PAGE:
Living long and living well require individuals to adopt a positive attitude and hopeful outlook for the future.

And that means facing a certain harsh reality: Even the healthiest person can drop dead from an undetected, asymptomatic brain aneurysm or get broadsided by a drunk driver.

Life is full of risks and uncertainties, even for the ones determined to live the longest. The chronologically gifted, those who age well, don’t fear death because they know that life is not infinite.

The past is gone, and the future may never be, so the goal is to live in the moment — as if you’ll live forever.


Changing Perspectives

The chronologically gifted have what psychologists call a “growth mindset.” This is an attitude of continual self-improvement, always preparing today for a better tomorrow.

If people simply set their minds to it, they can discover creative ways to live their lives without limitations. For example, consider the following opportunities to see things differently.


• Changing bodies means a loss of beauty and attractiveness. Another perspective is: Adopt the belief that attractiveness, at any age, goes far beyond outward appearances.

• Aches and pains can make life difficult. Another perspective is: Become realistic about life’s challenges without becoming pessimistic about them.

• For some people, getting older means realizing how many opportunities they’ve squandered over the years. Another perspective is: There’s no time like the present to seize the day and make new memories.


This is the way longevity all-stars think about life — as something for which they can be authentically grateful, treasuring past memories while looking forward to making new ones, savoring the pleasures of today.

There’s no question about it: Positive thinking patterns can form the basis for a cultivated discipline of optimism that, quite literally, can change the world.


Time to Get to Work!

No one goes from being a pessimist to being an optimist overnight; thought patterns are ingrained habits tied to our environment and personality.

But the good news is that even the most deep-rooted habits can be changed. That means if someone is unhappy with the routine thoughts that fill their head today, they can bend their will toward becoming the kind of thinker who consistently opts for hope, where others settle for despair.

In time, they’ll find that their routine thoughts — their equilibrium state — will have changed to reflect a more optimistic outlook on life, and they’ll have more resources for dealing with adversity.

Here are a few ideas for increasing optimism.


1. Keep a thought journal. Start thinking critically about your thought patterns. Some people may be more optimistic than they realize, in which case a thought journal may help replicate more positive thoughts throughout the coming weeks.

But others might discover they’re far more pessimistic than they imagined. In that case, a thought journal can be documentary evidence to motivate individuals to look for new ways to frame the way they deal with their world.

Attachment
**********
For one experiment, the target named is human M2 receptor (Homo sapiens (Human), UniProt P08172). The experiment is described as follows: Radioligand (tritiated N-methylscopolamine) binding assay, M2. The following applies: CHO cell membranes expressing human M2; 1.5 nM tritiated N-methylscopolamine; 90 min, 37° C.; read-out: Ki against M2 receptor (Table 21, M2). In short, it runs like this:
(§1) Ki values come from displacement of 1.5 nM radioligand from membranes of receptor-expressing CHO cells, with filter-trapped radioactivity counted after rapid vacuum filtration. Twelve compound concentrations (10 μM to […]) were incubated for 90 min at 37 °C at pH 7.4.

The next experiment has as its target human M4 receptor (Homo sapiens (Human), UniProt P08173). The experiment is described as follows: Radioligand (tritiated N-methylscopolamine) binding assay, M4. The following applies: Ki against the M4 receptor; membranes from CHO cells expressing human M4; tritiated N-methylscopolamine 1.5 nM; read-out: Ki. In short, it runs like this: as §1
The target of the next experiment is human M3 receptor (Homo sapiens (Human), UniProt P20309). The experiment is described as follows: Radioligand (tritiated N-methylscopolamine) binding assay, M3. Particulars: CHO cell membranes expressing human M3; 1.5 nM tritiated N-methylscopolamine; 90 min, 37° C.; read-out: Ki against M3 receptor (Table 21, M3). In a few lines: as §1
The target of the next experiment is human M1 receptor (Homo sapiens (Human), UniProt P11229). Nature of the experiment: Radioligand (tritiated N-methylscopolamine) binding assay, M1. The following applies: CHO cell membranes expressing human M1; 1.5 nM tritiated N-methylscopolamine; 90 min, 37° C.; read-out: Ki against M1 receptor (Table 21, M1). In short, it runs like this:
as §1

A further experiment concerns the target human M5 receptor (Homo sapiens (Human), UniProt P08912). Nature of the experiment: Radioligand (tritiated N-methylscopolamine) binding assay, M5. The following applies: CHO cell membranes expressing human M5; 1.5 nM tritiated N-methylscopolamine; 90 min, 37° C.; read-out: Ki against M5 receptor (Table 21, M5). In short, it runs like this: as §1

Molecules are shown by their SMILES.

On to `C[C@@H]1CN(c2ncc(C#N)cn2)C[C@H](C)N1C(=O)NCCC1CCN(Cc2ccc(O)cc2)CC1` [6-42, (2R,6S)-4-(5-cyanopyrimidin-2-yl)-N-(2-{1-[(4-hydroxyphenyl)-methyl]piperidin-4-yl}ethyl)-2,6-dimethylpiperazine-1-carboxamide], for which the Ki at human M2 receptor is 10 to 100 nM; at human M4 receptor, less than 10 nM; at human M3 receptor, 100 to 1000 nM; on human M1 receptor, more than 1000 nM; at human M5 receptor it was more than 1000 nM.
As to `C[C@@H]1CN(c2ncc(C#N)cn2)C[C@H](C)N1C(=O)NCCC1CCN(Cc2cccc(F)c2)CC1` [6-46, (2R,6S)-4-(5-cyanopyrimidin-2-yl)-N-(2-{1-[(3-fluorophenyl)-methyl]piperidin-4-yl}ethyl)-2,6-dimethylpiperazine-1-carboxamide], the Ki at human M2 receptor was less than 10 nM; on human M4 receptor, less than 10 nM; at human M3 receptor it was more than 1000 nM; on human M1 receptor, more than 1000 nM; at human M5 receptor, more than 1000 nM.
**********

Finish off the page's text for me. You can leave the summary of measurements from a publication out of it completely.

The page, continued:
2. Inventory the chronic stressors in your life. Make three columns to help keep your list organized: places where you feel tense, things that stress you out, and people who create tension in your life.

Places can be general, like crowds, or specific, like movie theaters. The “things” column could include tangible objects you see and touch as well as intangibles, like ideas, categories, and discussion topics.

The people column is often the most difficult to name. You know deep inside the damage some can cause but are reluctant to list and release them. This realization is itself a source of stress.

When people have relationships with those who are toxic to their goals of living longer, better lives, it is important to move toward ridding themselves of those negative individuals.


3. Smile more often. It has become a cliché at this point, but it’s actually true. Laughter is powerful medicine for the body as well as the soul. Just the physical act of smiling makes our neurons fire and can literally make us feel better.


The Bottom Line

People who live longer, more fulfilling lives know that pursuing personal goals regularly is a huge secret to longevity. It removes chronological age from your mind and calls attention to the better person you’re becoming.

And that helps keep your thoughts optimistically focused toward realizing your inner potential — something that comes with age the longer you live.

It’s not difficult to work out the profound behavioral ramifications of learned helplessness and explanatory style. Optimists are the ones who can “take the hit” of adversity without missing a beat, while pessimists will be defeated every time.

For pessimists, adversity is the norm, and even the biggest victories are just exceptions to the rule. For optimists, victory is normal, and adversity is just a challenge to overcome.

What kind of person do you want to be? Decide now, because your life depends on it.


Dr. Erica Miller holds her Ph.D. in clinical psychology and has written extensively on topics of positive psychology, longevity, overcoming challenges, and living life to its fullest. Her most recent book, Chronologically Gifted: Aging with Gusto, made her an international bestselling author. For more information, visit

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